The Baconian method is the investigative method developed by Sir Francis Bacon. The method was put forward in Bacon's book Novum Organum (1620), or 'New Method', and was supposed to replace the methods put forward in Aristotle's Organon. This method was influential upon the development of scientific method in modern science; but also more generally in the early modern rejection of medieval Aristotelianism.

By reasoning using "induction", Bacon meant the ability to gradually generalize a finding based on accumulating data - he advised proceeding by this method (building a case from the ground up). Isaac Newton, a noted Baconian, used such principles in the Philosophy section of his Principia, writing "hypotheses non fingo" (I don't make hypotheses). He also wrote in his Optiks that "hypotheses have no place in experimental science." Bacon wrote (In the Novum Organum) that, "Our only hope, then is in genuine Induction... There is the same degree of licentiousness and error in forming Axioms, as in abstracting Notions: and that in the first principles, which depend in common induction. Still more is this the case in Axioms and inferior propositions derived from Syllogisms." (see for example, aphorism XVII of the Novum Organum)

Sir Francis Bacon, 1st Viscount St. Alban, Kt., QC (22 January 1561 – 9 April 1626) was an English philosopher, statesman, scientist, jurist, orator and author. He served both as Attorney General and Lord Chancellor of England. After his death, he remained extremely influential through his works, especially as philosophical advocate and practitioner of the scientific method during the scientific revolution.

Bacon has been called the creator of empiricism. His works established and popularized inductive methodologies for scientific inquiry, often called the Baconian method, or simply the scientific method. His demand for a planned procedure of investigating all things natural marked a new turn in the rhetorical and theoretical framework for science, much of which still surrounds conceptions of proper methodology today.

In the philosophy of science, models of scientific inquiry have two functions: first, to provide a descriptive account of how scientific inquiry is carried out in practice, and second, to provide an explanatory account of why scientific inquiry succeeds as well as it appears to do in arriving at genuine knowledge.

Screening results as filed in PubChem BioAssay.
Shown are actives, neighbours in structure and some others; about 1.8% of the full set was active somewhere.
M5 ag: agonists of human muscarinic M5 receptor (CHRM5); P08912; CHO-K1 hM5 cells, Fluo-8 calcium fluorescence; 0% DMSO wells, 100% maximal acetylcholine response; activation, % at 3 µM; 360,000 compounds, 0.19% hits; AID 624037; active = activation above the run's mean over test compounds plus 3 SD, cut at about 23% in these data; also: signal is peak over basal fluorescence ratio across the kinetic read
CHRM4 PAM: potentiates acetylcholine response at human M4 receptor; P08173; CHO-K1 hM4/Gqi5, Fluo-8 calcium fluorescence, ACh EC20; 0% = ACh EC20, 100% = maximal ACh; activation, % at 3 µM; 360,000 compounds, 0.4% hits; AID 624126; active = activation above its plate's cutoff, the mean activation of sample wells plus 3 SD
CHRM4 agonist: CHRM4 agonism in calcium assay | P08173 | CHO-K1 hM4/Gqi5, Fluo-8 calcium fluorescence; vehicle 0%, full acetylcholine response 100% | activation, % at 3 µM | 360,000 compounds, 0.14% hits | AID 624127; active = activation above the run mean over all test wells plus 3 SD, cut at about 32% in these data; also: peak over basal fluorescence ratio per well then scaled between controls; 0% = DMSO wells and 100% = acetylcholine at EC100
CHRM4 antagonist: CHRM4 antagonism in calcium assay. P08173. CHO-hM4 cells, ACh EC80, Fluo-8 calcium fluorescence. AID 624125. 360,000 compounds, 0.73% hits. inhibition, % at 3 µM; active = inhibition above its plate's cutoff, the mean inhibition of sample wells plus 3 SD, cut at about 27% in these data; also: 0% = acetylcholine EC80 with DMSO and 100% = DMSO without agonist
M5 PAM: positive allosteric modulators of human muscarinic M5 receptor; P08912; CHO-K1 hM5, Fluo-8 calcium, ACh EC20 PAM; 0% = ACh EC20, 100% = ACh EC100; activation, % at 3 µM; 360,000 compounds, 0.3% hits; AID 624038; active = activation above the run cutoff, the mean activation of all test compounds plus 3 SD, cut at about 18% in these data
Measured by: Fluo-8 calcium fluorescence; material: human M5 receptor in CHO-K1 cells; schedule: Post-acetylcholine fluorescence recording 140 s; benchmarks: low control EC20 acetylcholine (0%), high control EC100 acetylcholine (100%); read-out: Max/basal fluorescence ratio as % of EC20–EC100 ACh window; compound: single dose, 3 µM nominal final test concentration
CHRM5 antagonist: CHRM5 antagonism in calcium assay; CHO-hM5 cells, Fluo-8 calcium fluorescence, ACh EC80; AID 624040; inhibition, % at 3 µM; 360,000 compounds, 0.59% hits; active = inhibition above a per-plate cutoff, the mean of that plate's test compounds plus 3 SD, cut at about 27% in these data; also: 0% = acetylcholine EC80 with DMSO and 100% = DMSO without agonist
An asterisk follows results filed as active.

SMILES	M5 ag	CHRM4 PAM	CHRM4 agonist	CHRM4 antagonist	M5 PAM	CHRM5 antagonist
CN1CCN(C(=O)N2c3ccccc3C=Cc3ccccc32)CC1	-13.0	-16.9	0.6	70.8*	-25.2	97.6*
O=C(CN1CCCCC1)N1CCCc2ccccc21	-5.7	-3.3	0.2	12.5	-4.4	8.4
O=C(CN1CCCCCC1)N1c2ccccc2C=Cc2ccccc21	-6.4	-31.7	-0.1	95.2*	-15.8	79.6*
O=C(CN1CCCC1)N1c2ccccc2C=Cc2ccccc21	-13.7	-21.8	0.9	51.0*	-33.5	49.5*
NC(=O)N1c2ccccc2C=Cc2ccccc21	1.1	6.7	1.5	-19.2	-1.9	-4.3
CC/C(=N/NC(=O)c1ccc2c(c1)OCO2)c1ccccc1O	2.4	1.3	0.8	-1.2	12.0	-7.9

The search for scientific knowledge extends far back into antiquity. At some point in the past, at least by the time of Aristotle, philosophers recognized that a fundamental distinction should be drawn between two kinds of scientific knowledge — roughly, knowledge that and knowledge why. It is one thing to know that each planet periodically reverses the direction of its motion with respect to the background of fixed stars; it is quite a different matter to know why. Knowledge of the former type is descriptive; knowledge of the latter type is explanatory. It is explanatory knowledge that provides scientific understanding of the world. (Salmon, 1990)

Experiment Science

Critical thinking is a way of deciding whether a claim is true, partially true, or false. Critical thinking is a process that leads to skills that can be learned, mastered and used. Critical thinking is a tool by which one can come about reasoned conclusions based on a reasoned process. This process incorporates passion and creativity, but guides it with discipline, practicality and common sense. It can be traced in the West to ancient Greece with its Socratic method and in the East to ancient India with the Buddhist kalama sutta and abhidharma literature. Critical thinking is an important component of many fields such as education, politics, business, and science.


Science studies is an interdisciplinary research area that seeks to situate scientific expertise in a broad social, historical, and philosophical context. It is concerned with the history of scientific disciplines, the interrelationships between science and society, and the alleged covert purposes that underlie scientific claims. While it is critical of science, it holds out the possibility of broader public participation in science policy issues.]citation needed[